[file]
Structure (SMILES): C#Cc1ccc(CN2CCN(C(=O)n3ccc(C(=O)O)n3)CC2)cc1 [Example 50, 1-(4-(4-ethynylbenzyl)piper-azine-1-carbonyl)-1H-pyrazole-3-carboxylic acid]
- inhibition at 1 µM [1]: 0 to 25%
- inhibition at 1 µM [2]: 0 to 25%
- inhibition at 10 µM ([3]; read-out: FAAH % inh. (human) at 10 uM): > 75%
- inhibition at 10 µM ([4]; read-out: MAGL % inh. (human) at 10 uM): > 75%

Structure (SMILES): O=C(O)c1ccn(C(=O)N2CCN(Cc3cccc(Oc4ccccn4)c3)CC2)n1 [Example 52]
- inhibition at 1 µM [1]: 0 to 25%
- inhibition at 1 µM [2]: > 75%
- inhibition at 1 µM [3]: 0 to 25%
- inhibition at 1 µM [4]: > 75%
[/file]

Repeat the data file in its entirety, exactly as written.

Structure (SMILES): C#Cc1ccc(CN2CCN(C(=O)n3ccc(C(=O)O)n3)CC2)cc1 [Example 50, 1-(4-(4-ethynylbenzyl)piper-azine-1-carbonyl)-1H-pyrazole-3-carboxylic acid]
- inhibition at 1 µM [1]: 0 to 25%
- inhibition at 1 µM [2]: 0 to 25%
- inhibition at 10 µM ([3]; read-out: FAAH % inh. (human) at 10 uM): > 75%
- inhibition at 10 µM ([4]; read-out: MAGL % inh. (human) at 10 uM): > 75%

Structure (SMILES): O=C(O)c1ccn(C(=O)N2CCN(Cc3cccc(Oc4ccccn4)c3)CC2)n1 [Example 52]
- inhibition at 1 µM [1]: 0 to 25%
- inhibition at 1 µM [2]: > 75%
- inhibition at 1 µM [3]: 0 to 25%
- inhibition at 1 µM [4]: > 75%